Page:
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http://dx.doi.org/10.1016/j.jpsychires.2018.12.021DOI Listing
March 2019

Identification of a de novo splicing variant in the Coffin-Siris gene, SMARCE1, in a patient with Angelman-like syndrome.

Mol Genet Genomic Med 2019 01 11;7(1):e00511. Epub 2018 Dec 11.

Genetics Laboratory, UDIAT-Centre Diagnòstic, Parc Taulí Hospital Universitari, Institut d'Investigació i Innovació Parc Taulí I3PT, Universitat Autònoma de Barcelona, Sabadell, Spain.

Background: Patients affected by Angelman syndrome (AS) present severe intellectual disability, lack of speech, ataxia, seizures, abnormal electroencephalography (EEG), and a characteristic behavioral phenotype. Around 10% of patients with a clinical diagnosis of AS (AS-like) do not have an identifiable molecular defect. Some of these patients harbor alternative genetic defects that present overlapping features with AS.

Methods: Trio whole-exome sequence was performed on patient and parent's DNA extracted from peripheral blood. Exome data were filtered according to a de novo autosomal dominant inheritance. cDNA analysis was carried out to assess the effect of the splice site variant.

Results: We identified a novel heterozygous SMARCE1 splicing variant that leads to an exon skipping in a patient with an Angelman-like phenotype. Missense variants in the SMARCE1 gene are known to cause Coffin-Siris syndrome (CSS), which is a rare congenital syndrome. Clinical reevaluation of the patient confirmed the presence of characteristic clinical features of CSS, many of them overlapping with AS.

Conclusions: Taking into account the novel finding reported in this study, we consider that CSS should be added to the expanding list of differential diagnoses for AS.
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http://dx.doi.org/10.1002/mgg3.511DOI Listing
http://www.ncbi.nlm.nih.gov/pmc/articles/PMC6382443PMC
January 2019

Factor Structure of the Spanish Version of the Edinburgh Postnatal Depression Scale.

Actas Esp Psiquiatr 2018 Sep 1;46(5):174-82. Epub 2018 Sep 1.

Hospital Clinic, Universidad de Valencia, CIBERSAM, Valencia, España.

Introduction: The Edinburgh Postnatal Depression Scale (EPDS) is considered the gold standard in screening for postpartum depression. Although the Spanish version has been widely used, its factorial structure has not yet been studied .

Methods: A total of 1,204 women completed the EPDS 32 weeks after delivery. To avoid multiple testing, we split the sample into two halves, randomly drawing two subsamples of 602 participants each. We conducted exploratory factor analysis (EFA), followed by an oblimin rotation with the first sub-sample. Confirmatory factor analysis (CFA) was conducted using a Weighted Least Squares Means and Variance (WLSMV) estimation of the data. We explored different solutions between two and four factors. We compared the factors between two groups with depression and non-depression (evaluated with the Diagnostic Interview for Genetic Studies (DIGS) for the DSM-IV).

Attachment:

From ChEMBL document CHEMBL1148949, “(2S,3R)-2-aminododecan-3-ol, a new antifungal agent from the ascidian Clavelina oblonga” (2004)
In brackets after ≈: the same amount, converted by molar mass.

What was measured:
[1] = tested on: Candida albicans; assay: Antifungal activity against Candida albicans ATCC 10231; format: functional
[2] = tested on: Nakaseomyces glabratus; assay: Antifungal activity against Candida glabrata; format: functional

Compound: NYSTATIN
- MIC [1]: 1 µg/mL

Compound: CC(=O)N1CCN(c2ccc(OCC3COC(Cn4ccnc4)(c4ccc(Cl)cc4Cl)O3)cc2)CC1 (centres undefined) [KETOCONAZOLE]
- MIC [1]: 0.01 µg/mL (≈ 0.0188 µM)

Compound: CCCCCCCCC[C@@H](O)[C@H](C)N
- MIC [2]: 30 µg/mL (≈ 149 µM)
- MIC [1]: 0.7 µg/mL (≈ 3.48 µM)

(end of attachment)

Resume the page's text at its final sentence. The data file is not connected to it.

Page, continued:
Results: The EFA indicated a three-factor model consisting of anxiety, depression and anhedonia. The results of the CFA confirmed the three-factor model (χ2=99.203, p<0.001; RMSEA=0.06, 90% CI=0.04/0.07, CFI=0.87 and TLI=0.82). Women with depression in the first 32 weeks obtained higher scores for anxiety, depression and anhedonia dimensions (p<0.001).

Conclusions: This is the first study of confirmatory analysis with the Spanish version of EPDS in a large sample of women without psychiatric care during pregnancy. A three-factor model consisting of anxiety, depression and anhedonia was used. Women with depression had a higher score in the three dimensions of the EPDS.
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September 2018

High Incidence of Copy Number Variants in Adults with Intellectual Disability and Co-morbid Psychiatric Disorders.

Behav Genet 2018 07 7;48(4):323-336. Epub 2018 Jun 7.

Genetics lab, UDIAT-centre diagnostic. Parc Taulí Hospital Universitari. Institut d'Investigació i Innovació Parc Taulí I3PT. Universitat Autònoma de Barcelona, C/Parc Tauli,1, 08208, Sabadell, Barcelona, Spain.

A genetic analysis of unexplained mild-moderate intellectual disability and co-morbid psychiatric or behavioural disorders is not systematically conducted in adults. A cohort of 100 adult patients affected by both phenotypes were analysed in order to identify the presence of copy number variants (CNVs) responsible for their condition identifying a yield of 12.8% of pathogenic CNVs (19% when including clinically recognizable microdeletion syndromes). Moreover, there is a detailed clinical description of an additional 11% of the patients harbouring possible pathogenic CNVs-including a 7q31 deletion (IMMP2L) in two unrelated patients and duplications in 3q29, 9p24.2p24.1 and 15q14q15.1-providing new evidence of its contribution to the phenotype. This study adds further proof of including chromosomal microarray analysis (CMA) as a mandatory test to improve the diagnosis in the adult patients in psychiatric services.
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http://dx.doi.org/10.1007/s10519-018-9902-6DOI Listing
http://www.ncbi.nlm.nih.gov/pmc/articles/PMC6028865PMC